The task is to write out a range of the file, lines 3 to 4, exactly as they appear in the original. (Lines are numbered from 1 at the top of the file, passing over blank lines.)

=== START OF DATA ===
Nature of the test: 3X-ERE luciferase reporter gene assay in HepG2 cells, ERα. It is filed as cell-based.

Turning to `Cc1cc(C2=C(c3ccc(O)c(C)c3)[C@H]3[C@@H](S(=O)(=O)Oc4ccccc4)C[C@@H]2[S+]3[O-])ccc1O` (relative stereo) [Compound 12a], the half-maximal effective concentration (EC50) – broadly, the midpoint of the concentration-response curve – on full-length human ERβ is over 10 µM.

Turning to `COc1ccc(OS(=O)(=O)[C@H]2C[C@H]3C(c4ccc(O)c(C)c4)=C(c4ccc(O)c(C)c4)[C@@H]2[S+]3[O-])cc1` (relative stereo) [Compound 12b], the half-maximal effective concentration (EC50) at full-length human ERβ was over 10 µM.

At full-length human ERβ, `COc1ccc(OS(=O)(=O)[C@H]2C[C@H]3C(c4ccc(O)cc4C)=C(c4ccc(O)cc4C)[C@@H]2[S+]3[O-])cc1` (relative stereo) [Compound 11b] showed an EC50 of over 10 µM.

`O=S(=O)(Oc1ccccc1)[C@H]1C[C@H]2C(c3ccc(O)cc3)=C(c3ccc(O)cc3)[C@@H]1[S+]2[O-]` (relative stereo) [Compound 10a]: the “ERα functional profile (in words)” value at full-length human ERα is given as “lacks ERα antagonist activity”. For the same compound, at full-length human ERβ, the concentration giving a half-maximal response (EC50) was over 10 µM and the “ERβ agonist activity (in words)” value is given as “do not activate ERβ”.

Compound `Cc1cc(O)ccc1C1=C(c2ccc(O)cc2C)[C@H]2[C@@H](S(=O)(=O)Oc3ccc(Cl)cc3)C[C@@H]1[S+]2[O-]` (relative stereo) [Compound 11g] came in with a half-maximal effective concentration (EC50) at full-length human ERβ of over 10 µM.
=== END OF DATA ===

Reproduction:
Turning to `COc1ccc(OS(=O)(=O)[C@H]2C[C@H]3C(c4ccc(O)c(C)c4)=C(c4ccc(O)c(C)c4)[C@@H]2[S+]3[O-])cc1` (relative stereo) [Compound 12b], the half-maximal effective concentration (EC50) at full-length human ERβ was over 10 µM.

At full-length human ERβ, `COc1ccc(OS(=O)(=O)[C@H]2C[C@H]3C(c4ccc(O)cc4C)=C(c4ccc(O)cc4C)[C@@H]2[S+]3[O-])cc1` (relative stereo) [Compound 11b] showed an EC50 of over 10 µM.